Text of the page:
Annual festival to highlight the best of Greek culture, religion this weekend
by Sally Litchfield
May 14, 2014 10:42 PM | 3000 views | 0 0 comments | 28 28 recommendations | email to a friend | print
Phoenix, the middle school troupe of the Marietta Hellenic Dance Program through Holy Transfiguration, performs in the aphitheater at the church during the Marietta Greek Festival in 2012. <br> Staff/file
Phoenix, the middle school troupe of the Marietta Hellenic Dance Program through Holy Transfiguration, performs in the aphitheater at the church during the Marietta Greek Festival in 2012.
Staff/file
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Marc Nichols hands off a souvlaki-on-a-stick from the grill to Evan Gekas to serve at the Marietta Greek Festival in 2012.
Marc Nichols hands off a souvlaki-on-a-stick from the grill to Evan Gekas to serve at the Marietta Greek Festival in 2012.
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Jennifer Mallie of Johns Creek and her mother, Elanie Abshire, visiting from out of town, shop at the indoor craft booth last year at the festival.
Jennifer Mallie of Johns Creek and her mother, Elanie Abshire, visiting from out of town, shop at the indoor craft booth last year at the festival.
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Marina Mavromatidis and Piper Mallie fill oan order for Stephanie Blair of Kennesaw at the Holy Transfiguration Greek Orthodox Church pastries booth at the Marietta Greek Festival last year.
Marina Mavromatidis and Piper Mallie fill oan order for Stephanie Blair of Kennesaw at the Holy Transfiguration Greek Orthodox Church pastries booth at the Marietta Greek Festival last year.
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Get a taste of Greek culture and the Greek Orthodox Christian religion on Friday, Saturday, and Sunday at the 24th annual Marietta Greek Festival at Holy Transfiguration Greek Orthodox Church .

“The event allows our guests to be Greek for the day,” said Steve Tingas, who co-chairs the event with Danny Vlahiotis.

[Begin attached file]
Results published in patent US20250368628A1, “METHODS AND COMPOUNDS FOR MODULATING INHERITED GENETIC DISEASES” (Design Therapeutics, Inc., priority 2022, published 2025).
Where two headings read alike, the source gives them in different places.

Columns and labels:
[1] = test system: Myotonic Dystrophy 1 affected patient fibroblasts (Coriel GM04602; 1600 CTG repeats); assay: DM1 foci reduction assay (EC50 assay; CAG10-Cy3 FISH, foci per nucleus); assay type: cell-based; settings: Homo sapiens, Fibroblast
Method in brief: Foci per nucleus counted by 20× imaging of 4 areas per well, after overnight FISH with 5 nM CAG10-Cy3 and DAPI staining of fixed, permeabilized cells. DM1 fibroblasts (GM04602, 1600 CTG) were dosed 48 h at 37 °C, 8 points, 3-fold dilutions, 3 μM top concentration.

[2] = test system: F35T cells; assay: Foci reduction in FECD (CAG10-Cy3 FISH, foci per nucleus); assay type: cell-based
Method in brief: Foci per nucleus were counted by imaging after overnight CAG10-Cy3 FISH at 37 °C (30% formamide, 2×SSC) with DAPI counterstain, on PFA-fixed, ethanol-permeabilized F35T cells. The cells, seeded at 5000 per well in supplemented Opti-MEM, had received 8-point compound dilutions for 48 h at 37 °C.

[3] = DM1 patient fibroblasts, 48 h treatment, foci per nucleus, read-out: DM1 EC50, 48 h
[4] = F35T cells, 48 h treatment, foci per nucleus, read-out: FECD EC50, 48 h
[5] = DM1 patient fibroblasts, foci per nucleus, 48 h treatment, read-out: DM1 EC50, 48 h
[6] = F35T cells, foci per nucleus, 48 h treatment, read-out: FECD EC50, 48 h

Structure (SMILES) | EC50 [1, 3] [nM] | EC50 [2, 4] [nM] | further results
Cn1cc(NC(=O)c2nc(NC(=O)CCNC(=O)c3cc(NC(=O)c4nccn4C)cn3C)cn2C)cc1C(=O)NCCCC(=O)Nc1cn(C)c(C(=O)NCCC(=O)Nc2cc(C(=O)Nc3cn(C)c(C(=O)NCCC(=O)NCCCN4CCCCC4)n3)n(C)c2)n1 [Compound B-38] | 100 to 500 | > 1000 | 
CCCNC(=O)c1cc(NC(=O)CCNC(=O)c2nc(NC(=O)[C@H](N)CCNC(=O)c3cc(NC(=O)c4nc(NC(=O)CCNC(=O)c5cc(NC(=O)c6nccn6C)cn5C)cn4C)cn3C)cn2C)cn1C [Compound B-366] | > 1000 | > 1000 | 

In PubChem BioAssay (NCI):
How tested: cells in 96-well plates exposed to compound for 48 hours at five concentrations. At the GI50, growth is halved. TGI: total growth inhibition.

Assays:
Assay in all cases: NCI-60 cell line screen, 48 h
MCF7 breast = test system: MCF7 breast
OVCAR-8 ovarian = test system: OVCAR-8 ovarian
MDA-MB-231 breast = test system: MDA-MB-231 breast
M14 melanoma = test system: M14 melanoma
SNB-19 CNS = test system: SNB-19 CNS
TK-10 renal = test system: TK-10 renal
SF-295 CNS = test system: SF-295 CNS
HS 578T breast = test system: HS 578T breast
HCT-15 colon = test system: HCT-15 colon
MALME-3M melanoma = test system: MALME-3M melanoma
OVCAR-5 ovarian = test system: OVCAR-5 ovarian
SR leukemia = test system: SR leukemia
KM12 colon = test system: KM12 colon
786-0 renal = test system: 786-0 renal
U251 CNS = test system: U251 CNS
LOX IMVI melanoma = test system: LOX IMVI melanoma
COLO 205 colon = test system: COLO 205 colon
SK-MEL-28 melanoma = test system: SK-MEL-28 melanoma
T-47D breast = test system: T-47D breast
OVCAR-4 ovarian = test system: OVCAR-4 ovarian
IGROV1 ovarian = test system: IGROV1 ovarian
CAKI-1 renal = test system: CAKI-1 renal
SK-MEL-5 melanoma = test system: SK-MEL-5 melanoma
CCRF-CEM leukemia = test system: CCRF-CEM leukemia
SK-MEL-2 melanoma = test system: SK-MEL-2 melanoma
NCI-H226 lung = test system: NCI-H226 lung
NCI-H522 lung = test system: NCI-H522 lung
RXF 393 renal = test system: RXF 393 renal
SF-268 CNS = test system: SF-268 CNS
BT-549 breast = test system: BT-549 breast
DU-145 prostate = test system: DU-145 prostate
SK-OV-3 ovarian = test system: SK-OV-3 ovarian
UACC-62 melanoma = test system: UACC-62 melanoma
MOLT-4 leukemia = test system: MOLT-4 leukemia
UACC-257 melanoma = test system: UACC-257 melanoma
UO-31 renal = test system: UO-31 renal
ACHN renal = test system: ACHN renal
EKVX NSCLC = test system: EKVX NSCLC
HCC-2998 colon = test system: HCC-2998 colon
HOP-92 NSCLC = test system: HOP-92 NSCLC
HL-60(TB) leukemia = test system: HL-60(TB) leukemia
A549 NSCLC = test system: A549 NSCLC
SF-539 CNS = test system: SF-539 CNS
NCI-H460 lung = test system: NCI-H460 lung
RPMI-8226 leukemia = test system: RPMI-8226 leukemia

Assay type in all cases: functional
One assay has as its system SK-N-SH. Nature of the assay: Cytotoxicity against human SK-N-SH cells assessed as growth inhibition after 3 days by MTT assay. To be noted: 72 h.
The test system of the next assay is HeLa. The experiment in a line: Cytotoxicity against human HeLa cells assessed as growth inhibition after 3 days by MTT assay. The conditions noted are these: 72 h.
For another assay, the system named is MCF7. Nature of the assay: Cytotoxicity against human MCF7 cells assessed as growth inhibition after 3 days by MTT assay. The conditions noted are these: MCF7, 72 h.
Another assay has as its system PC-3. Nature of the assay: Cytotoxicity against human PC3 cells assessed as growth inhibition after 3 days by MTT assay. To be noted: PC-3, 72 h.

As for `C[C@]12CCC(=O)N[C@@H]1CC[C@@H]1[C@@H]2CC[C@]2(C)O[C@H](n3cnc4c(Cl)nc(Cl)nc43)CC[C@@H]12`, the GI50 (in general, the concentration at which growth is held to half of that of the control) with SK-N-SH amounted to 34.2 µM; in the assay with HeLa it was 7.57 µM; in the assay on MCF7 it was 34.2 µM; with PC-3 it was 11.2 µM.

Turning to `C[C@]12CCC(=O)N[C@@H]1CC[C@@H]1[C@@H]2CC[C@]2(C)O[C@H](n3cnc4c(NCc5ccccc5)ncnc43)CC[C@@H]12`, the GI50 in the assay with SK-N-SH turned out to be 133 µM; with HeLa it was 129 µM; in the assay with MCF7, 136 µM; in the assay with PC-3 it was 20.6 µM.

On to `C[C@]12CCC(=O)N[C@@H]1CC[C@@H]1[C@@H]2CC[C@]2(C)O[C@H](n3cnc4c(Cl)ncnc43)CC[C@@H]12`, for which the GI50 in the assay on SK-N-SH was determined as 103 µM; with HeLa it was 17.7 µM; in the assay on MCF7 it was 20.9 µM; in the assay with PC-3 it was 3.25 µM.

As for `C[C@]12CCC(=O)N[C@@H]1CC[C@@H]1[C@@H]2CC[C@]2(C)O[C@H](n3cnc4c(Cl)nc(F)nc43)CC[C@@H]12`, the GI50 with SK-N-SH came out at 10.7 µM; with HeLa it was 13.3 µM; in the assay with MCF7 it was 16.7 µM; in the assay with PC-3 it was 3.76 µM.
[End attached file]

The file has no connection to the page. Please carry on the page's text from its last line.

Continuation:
Holy Transfiguration Greek Orthodox Church was started in Marietta 24 years ago and is part of the Eastern Orthodox Christian Church.

“Our church started in a local Marietta shopping center and has now grown to a membership of over 300 families. We still use the original Greek language in our services and teachings, in which all the books of the New Testament were first written,” Tingas said.

The church is a Greek Orthodox parish, part of the oldest Christian tradition dating back to 33 A.D., the day of Pentecost.

“We trace our roots back to the Apostles and their teachings. We are a stronghold of the moral, theological, liturgical and spiritual traditions of the Early Church. We hold on to many of the basic early Christian traditions, including the worship services, spirituality and theology, which are rooted in the Early Christian Church,” he explained.

The festival — put on by church volunteers — features entertainment, shopping, and authentic Greek food such as souvlaki (shish kabob), chicken oreganato, pastitchio (Greek lasagna), Spanakopita (spinach pie), dolmades (stuffed grape leaves), Greek salad, Greek pastries such as baklava and loukoumades, and much more. Volunteers make everything from scratch.

“Our guests will also hear live Greek music and witness professional Greek dancers perform dances native to areas throughout Greece. We offer a guided tour of our Byzantine style sanctuary that is typically taken by over 4,000 of our guests annually,” Tingas said.

Children can enjoy the Palamakia Playland and watch dancers as young as 4 years old. The Agora, the Greek marketplace, will offer items such as clothing, jewelry, food ingredients, pastries, and “pretty much anything you could find in a shopping center.”

At the Taverna (Greek Tavern), guests will find Greek beer, wine and spirits.

The festival benefits local charities such as WellStar Foundation, Shepherd Spinal Center, Jacobs Ladder, Hire Heroes USA, Loving Arms Cancer Outreach and area schools such as Simpson Middle School and Lassiter High School as well as the churchwomen’s philanthropic organization, Philoptochos that provides financial assistance to needy individuals and families in the church neighborhood. The Festival also supports the church building fund.

The festival will be at Holy Transfiguration Greek Orthodox Church, 3431 Trickum Road, Marietta. Parking will be available at Simpson Middle School at 3340 Trickum Road; Church of Latter-Day Saints at 3195 Trickum Road; and Lassiter High School at 2601 Shallowford Road.

Festival hours are Friday at 3 to 11 p.m.; Saturday from 10 a.m. to 11 p.m.; and Sunday from 11 a.m. to 7 p.m..

To learn more, visit mariettagreekfestival.org.

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